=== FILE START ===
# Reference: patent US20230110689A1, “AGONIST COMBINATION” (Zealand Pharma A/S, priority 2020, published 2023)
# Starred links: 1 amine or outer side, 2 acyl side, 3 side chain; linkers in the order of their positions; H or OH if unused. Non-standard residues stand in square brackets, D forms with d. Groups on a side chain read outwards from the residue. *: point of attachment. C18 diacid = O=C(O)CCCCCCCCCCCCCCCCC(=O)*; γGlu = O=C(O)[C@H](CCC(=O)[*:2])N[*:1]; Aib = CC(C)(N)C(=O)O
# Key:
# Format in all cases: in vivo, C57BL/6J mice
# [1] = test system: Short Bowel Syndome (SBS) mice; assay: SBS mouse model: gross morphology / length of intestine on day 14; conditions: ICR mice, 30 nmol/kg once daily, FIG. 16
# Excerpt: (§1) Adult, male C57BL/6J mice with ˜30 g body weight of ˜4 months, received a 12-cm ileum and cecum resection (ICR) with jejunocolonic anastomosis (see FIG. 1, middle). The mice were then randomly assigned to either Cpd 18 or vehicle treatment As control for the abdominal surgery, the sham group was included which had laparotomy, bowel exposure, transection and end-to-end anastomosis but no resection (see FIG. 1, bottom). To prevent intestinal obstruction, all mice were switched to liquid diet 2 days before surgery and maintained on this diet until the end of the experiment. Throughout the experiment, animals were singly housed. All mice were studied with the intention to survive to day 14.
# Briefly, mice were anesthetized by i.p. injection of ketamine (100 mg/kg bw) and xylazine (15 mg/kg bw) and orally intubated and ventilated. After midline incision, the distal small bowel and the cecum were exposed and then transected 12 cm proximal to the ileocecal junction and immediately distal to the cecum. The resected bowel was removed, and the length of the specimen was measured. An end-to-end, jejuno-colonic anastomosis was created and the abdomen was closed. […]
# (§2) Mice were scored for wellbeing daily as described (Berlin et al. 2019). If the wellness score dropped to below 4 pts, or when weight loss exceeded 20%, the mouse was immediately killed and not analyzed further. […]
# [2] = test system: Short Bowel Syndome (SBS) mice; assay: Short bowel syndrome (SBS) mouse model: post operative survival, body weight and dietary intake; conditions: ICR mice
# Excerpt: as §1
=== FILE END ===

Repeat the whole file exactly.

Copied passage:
# Reference: patent US20230110689A1, “AGONIST COMBINATION” (Zealand Pharma A/S, priority 2020, published 2023)
# Starred links: 1 amine or outer side, 2 acyl side, 3 side chain; linkers in the order of their positions; H or OH if unused. Non-standard residues stand in square brackets, D forms with d. Groups on a side chain read outwards from the residue. *: point of attachment. C18 diacid = O=C(O)CCCCCCCCCCCCCCCCC(=O)*; γGlu = O=C(O)[C@H](CCC(=O)[*:2])N[*:1]; Aib = CC(C)(N)C(=O)O
# Key:
# Format in all cases: in vivo, C57BL/6J mice
# [1] = test system: Short Bowel Syndome (SBS) mice; assay: SBS mouse model: gross morphology / length of intestine on day 14; conditions: ICR mice, 30 nmol/kg once daily, FIG. 16
# Excerpt: (§1) Adult, male C57BL/6J mice with ˜30 g body weight of ˜4 months, received a 12-cm ileum and cecum resection (ICR) with jejunocolonic anastomosis (see FIG. 1, middle). The mice were then randomly assigned to either Cpd 18 or vehicle treatment As control for the abdominal surgery, the sham group was included which had laparotomy, bowel exposure, transection and end-to-end anastomosis but no resection (see FIG. 1, bottom). To prevent intestinal obstruction, all mice were switched to liquid diet 2 days before surgery and maintained on this diet until the end of the experiment. Throughout the experiment, animals were singly housed. All mice were studied with the intention to survive to day 14.
# Briefly, mice were anesthetized by i.p. injection of ketamine (100 mg/kg bw) and xylazine (15 mg/kg bw) and orally intubated and ventilated. After midline incision, the distal small bowel and the cecum were exposed and then transected 12 cm proximal to the ileocecal junction and immediately distal to the cecum. The resected bowel was removed, and the length of the specimen was measured. An end-to-end, jejuno-colonic anastomosis was created and the abdomen was closed. […]
# (§2) Mice were scored for wellbeing daily as described (Berlin et al. 2019). If the wellness score dropped to below 4 pts, or when weight loss exceeded 20%, the mouse was immediately killed and not analyzed further. […]
# [2] = test system: Short Bowel Syndome (SBS) mice; assay: Short bowel syndrome (SBS) mouse model: post operative survival, body weight and dietary intake; conditions: ICR mice
# Excerpt: as §1